How to Take Care of Your Heart

Posted on October 6, 2021

How to Take Care of Your Heart

Our bodies reflect our lifestyle, not only mentally but physically. It is not just seen on the outside but can affect our major organs internally, which is what keeps us ticking. Our hearts, show the physical signs of stress, overexertion and even heartbreak. That’s not to say that every minor stress will have a long-standing impact on your heart, but like a stone footpath worn down over time, repeated lifestyle choices have a collective impact on the health of your body. Just as a footpath must be regularly maintained, so does your heart through the introduction and maintenance of positive habits.

First, it may be beneficial to better understand how illnesses present themselves in the heart. Cardiovascular disease (CVD) is the name given to any condition that affects the heart or blood vessels. One example of this would be coronary heart disease (CHD), caused by blockages or obstructions in the arteries that reduce blood flow and provides inadequate oxygen supply to the heart. Other risk factors that can affect cardiovascular health include unhealthy lifestyle choices (poor diet and lack of exercise), high blood pressure, smoking, high cholesterol, high blood sugar levels, type-2 diabetes, and obesity. All of which can be managed through changes to our daily habits.

Like fuelling up a car, what type of food we are putting in can affect the health of our bodies. Foods’s high in salt, sugar, or saturated fat (butter, cakes, pastries) is likely to have a negative effect on our heart health over time and should be eaten in moderation. In contrast, foods that are high in omega 3 (like salmon, hemp seeds, tuna, mackerel, chia seeds, herring, flaxseeds and trout) have shown to have a positive effect on heart health and the recommendation is to consume at least two portions of fish per week, of which one oily fish. Brightly coloured red/orange vegetables (like carrots, sweet potato, red peppers and tomatoes) have also shown to have a positive effect on heart health. As with everything, the best approach is to find a balance.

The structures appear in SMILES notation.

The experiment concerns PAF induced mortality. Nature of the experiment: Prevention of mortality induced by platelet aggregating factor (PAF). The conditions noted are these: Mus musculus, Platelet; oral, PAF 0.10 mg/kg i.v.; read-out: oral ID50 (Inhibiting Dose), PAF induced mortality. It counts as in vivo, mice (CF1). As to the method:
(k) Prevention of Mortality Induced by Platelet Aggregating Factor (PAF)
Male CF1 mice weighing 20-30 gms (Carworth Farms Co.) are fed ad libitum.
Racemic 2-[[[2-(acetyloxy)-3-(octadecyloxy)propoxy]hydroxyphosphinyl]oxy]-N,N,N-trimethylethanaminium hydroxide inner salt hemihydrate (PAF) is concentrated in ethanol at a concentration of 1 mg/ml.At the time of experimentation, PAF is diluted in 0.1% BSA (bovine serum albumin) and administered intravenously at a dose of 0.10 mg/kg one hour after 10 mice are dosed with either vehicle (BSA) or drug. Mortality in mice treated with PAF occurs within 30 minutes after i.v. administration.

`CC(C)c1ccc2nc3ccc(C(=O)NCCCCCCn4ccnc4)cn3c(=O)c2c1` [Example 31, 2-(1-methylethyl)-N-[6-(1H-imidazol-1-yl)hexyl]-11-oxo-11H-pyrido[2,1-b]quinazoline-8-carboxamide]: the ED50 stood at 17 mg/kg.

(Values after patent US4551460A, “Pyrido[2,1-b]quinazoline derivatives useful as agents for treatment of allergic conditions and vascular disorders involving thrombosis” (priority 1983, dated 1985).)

Secondly, it can be important to take notice of how you are dealing with outward stressors. Sometimes your job or home life, being stuck in traffic or even watching your team lose the football, can be stressful and it is important to take note of how you handle this. Anything that regularly raises your blood pressure or makes your blood boil, so to speak, will have some impact on the health of your heart and blood vessels, this can be made even worse by the intake of alcohol and cigarettes. If you find yourself experiencing prolonged periods of stress and low mood, there is no shame in reaching out to someone for help. Either a professional or a friend, getting things off your chest and starting a conversation is one of the most important choices that you can make for your health.

Making exercise part of your daily routine can significantly improve your heart health, and releases endorphins, which improves our mood. Increasing the frequency and variety of activity that you do can also help to lower your blood pressure. It is recommended that we all aim for 150 minutes of moderate to intense exercise each week, which can be split up however best suits you. Having someone to work out with or joining a team are good ways to keep your motivation up, but just finding something that you genuinely enjoy is the best way to stop it feeling like a chore.

Reducing your intake of both cigarettes and alcohol and exchanging with things like meditation or exercise can be a good place to start.

Finally, remember to get your blood pressure and blood sugar levels checked regularly, either at home or by your GP or local pharmacist. Making positive changes with your overall health in mind can be beneficial not just for your heart but also for your mood and energy levels.